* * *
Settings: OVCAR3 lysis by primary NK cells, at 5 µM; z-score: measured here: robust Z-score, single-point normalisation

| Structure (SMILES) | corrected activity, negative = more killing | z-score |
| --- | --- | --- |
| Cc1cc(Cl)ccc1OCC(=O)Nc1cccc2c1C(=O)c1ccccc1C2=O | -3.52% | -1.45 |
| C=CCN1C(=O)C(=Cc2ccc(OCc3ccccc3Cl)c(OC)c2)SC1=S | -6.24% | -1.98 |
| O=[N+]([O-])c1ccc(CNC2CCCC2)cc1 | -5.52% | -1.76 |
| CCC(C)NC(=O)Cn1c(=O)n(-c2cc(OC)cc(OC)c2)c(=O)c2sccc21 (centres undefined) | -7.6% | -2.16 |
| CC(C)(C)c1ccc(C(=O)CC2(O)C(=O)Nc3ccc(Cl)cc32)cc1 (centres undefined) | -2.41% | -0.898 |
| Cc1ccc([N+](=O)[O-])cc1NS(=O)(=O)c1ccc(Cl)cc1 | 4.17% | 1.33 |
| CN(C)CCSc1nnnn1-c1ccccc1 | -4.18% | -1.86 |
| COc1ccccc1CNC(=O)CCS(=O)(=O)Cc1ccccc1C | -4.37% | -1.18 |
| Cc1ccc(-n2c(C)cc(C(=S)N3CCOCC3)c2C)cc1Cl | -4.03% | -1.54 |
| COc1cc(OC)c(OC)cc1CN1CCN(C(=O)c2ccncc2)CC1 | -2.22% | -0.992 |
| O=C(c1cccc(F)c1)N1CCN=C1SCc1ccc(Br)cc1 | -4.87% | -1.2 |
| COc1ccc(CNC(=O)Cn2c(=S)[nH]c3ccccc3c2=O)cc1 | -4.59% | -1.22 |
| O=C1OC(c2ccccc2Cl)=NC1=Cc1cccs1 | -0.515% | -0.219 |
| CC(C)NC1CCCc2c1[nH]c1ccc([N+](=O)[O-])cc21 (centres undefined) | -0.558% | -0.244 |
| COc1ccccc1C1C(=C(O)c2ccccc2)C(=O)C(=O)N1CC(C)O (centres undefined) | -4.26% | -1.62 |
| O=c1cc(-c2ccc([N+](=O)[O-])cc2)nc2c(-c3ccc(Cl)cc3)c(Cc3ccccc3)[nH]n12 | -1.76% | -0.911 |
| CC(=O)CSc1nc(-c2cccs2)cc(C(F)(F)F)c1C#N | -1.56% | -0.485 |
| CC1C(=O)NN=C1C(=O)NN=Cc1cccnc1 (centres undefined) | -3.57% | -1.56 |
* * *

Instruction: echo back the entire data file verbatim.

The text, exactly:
Settings: OVCAR3 lysis by primary NK cells, at 5 µM; z-score: measured here: robust Z-score, single-point normalisation

| Structure (SMILES) | corrected activity, negative = more killing | z-score |
| --- | --- | --- |
| Cc1cc(Cl)ccc1OCC(=O)Nc1cccc2c1C(=O)c1ccccc1C2=O | -3.52% | -1.45 |
| C=CCN1C(=O)C(=Cc2ccc(OCc3ccccc3Cl)c(OC)c2)SC1=S | -6.24% | -1.98 |
| O=[N+]([O-])c1ccc(CNC2CCCC2)cc1 | -5.52% | -1.76 |
| CCC(C)NC(=O)Cn1c(=O)n(-c2cc(OC)cc(OC)c2)c(=O)c2sccc21 (centres undefined) | -7.6% | -2.16 |
| CC(C)(C)c1ccc(C(=O)CC2(O)C(=O)Nc3ccc(Cl)cc32)cc1 (centres undefined) | -2.41% | -0.898 |
| Cc1ccc([N+](=O)[O-])cc1NS(=O)(=O)c1ccc(Cl)cc1 | 4.17% | 1.33 |
| CN(C)CCSc1nnnn1-c1ccccc1 | -4.18% | -1.86 |
| COc1ccccc1CNC(=O)CCS(=O)(=O)Cc1ccccc1C | -4.37% | -1.18 |
| Cc1ccc(-n2c(C)cc(C(=S)N3CCOCC3)c2C)cc1Cl | -4.03% | -1.54 |
| COc1cc(OC)c(OC)cc1CN1CCN(C(=O)c2ccncc2)CC1 | -2.22% | -0.992 |
| O=C(c1cccc(F)c1)N1CCN=C1SCc1ccc(Br)cc1 | -4.87% | -1.2 |
| COc1ccc(CNC(=O)Cn2c(=S)[nH]c3ccccc3c2=O)cc1 | -4.59% | -1.22 |
| O=C1OC(c2ccccc2Cl)=NC1=Cc1cccs1 | -0.515% | -0.219 |
| CC(C)NC1CCCc2c1[nH]c1ccc([N+](=O)[O-])cc21 (centres undefined) | -0.558% | -0.244 |
| COc1ccccc1C1C(=C(O)c2ccccc2)C(=O)C(=O)N1CC(C)O (centres undefined) | -4.26% | -1.62 |
| O=c1cc(-c2ccc([N+](=O)[O-])cc2)nc2c(-c3ccc(Cl)cc3)c(Cc3ccccc3)[nH]n12 | -1.76% | -0.911 |
| CC(=O)CSc1nc(-c2cccs2)cc(C(F)(F)F)c1C#N | -1.56% | -0.485 |
| CC1C(=O)NN=C1C(=O)NN=Cc1cccnc1 (centres undefined) | -3.57% | -1.56 |